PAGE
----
Demion Clinco, I hesitate to introduce you that way as the only openly
gay legislator in Arizona. It`s not the label that you want, as you`ve
said, associated with you immediately when people think of you. And you
normally don`t make any public reference to it at all.

But this was one of those cases where you felt you had to bring your
personal experience into a debate where, I guess it felt for you like
simple reason and references to the constitution were not enough.

STATE REP. DEMION CLINCO (D), ARIZONA: You`re absolutely right. I
feel that, you know, talking about my sexuality on this platform really
gave an opportunity to put a face to an issue. You know, what I -- this
whole debate, you know, I really hope that Arizonians, foremost have woken
up and they`ll start to pay attention to the toxic legislation that moves
through our House and through our Senate on a regular basis.

O`DONNELL: Luther Lowe, you`re with Yelp. What was this decision
like at the corporate level to come out publicly and say, we want this bill
vetoed? What kind of meetings did you have to have? How many people
needed to be collected within the company around this issue?

LUTHER LOWE, YELP: Sure, Lawrence. Well, you know, this moved very
quickly through the House and Senate and Arizona. And we`re alerted to it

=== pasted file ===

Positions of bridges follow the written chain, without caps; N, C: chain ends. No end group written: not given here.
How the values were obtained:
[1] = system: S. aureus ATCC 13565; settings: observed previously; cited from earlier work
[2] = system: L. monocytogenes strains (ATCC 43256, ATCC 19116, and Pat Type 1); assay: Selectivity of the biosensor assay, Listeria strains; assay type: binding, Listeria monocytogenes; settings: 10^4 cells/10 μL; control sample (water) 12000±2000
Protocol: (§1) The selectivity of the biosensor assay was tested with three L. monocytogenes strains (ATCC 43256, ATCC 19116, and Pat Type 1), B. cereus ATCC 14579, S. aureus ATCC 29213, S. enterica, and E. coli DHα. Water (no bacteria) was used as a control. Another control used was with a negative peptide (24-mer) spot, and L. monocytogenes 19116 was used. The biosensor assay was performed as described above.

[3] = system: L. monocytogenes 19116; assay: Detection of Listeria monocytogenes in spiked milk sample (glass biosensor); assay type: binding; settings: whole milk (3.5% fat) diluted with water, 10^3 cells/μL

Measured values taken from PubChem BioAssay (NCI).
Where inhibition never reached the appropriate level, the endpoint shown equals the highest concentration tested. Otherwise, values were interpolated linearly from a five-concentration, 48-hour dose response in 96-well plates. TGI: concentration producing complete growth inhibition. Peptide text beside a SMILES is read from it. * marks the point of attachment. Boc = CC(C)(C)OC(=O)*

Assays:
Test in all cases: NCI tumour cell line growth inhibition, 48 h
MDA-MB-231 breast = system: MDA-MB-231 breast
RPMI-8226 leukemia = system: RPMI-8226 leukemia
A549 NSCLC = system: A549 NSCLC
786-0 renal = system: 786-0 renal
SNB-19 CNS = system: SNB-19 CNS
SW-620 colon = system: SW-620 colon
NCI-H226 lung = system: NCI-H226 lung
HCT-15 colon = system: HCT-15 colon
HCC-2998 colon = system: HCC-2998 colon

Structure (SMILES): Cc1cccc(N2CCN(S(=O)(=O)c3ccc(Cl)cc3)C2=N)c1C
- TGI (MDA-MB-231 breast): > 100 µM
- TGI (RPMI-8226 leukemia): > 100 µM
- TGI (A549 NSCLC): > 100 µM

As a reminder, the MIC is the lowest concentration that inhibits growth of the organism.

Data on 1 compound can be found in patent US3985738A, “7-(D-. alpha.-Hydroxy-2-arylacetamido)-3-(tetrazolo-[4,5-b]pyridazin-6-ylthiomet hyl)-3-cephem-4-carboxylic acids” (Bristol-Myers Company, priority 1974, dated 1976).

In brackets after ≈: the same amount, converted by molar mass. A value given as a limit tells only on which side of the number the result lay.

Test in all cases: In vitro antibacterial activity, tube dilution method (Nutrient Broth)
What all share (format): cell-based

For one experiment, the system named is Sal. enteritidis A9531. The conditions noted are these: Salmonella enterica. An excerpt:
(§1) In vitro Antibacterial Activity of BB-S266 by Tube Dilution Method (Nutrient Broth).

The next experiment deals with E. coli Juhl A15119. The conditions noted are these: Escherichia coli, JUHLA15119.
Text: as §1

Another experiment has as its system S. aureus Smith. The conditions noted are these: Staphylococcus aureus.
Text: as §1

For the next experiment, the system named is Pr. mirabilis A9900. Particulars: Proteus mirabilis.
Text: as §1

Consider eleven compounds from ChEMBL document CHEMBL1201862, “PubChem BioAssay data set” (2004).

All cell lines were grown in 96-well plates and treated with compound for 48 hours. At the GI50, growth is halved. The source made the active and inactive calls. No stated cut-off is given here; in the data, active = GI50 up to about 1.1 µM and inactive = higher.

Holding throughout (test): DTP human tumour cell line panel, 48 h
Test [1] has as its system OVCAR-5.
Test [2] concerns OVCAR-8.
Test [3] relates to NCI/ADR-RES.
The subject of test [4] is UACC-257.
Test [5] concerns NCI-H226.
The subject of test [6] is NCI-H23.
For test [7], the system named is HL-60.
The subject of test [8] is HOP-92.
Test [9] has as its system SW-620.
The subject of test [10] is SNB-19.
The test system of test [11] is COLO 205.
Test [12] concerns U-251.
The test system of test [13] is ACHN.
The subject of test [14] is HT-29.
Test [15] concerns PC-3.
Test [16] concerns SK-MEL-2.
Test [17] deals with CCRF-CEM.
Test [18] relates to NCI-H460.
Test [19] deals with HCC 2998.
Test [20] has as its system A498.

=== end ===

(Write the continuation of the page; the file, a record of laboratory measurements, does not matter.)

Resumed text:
frankly late last week by some of our concerned employees within Scottsdale
where we have a huge office, about 650 employees and growing, about a third
of our corporate employees globally.

And by Friday evening, we decided to circulate an e-mail with the
executive team. And our CEO felt passionately about it. By Monday
evening, we had a draft of a letter that he put up on our blog on Tuesday
morning, a letter to Governor Brewer, imploring her to veto 1062.

O`DONNELL: You could have -- Yelp is a company, could have sat this
one out. No one would have missed you. There`s Delta Airlines in there,
there`s a Marriott Corporation, a lot of other corporations in there. You
could have sat back.

Why get in?

LOWE: You know, just the core issues of 1062 and the fact that to it
was effectively legalizing discrimination in our state and Arizona where so
many of our employees lived and worked. And we really love Scottsdale. It
made it just unconscionable.

We decided, you know, this is -- this is something that we really
can`t sit on the sidelines over. And so that`s why we decided to act. And
of course, you know, we only played a small part. It was heartening to see
other companies step forward and stand shoulder to shoulder with us.

But, you know, we`re thankful to Governor Brewer for not letting this
terrible legislation pass in Arizona.

O`DONNELL: Dustin Lance Black, set this for us within the history of
the march for gay rights in this country. I`m not sure we`ve seen anything
quite like this where there`s a governmental move against gay rights and
there`s an uprising, I think like we`ve never seen before, because it
included such powerful players in corporate America.

DUSTIN LANCE BLACK, FILMMAKER: Yes, we are starting to see much more
of corporate America start to back diversity, and that diversity now
including gay and lesbian people. We saw that in Prop 8 case and the
amicus briefs that were filed there. We saw that again today.

I think corporations, businesses are saying, hey, when you have more
diversity in the room, you get more creative ideas, and more creative ideas
are beneficial to these companies and they`re beneficial to America.
Couching in this in history, we`ve seen this group of people, these sort of
people who are against equality first pose as advocates of psychiatry and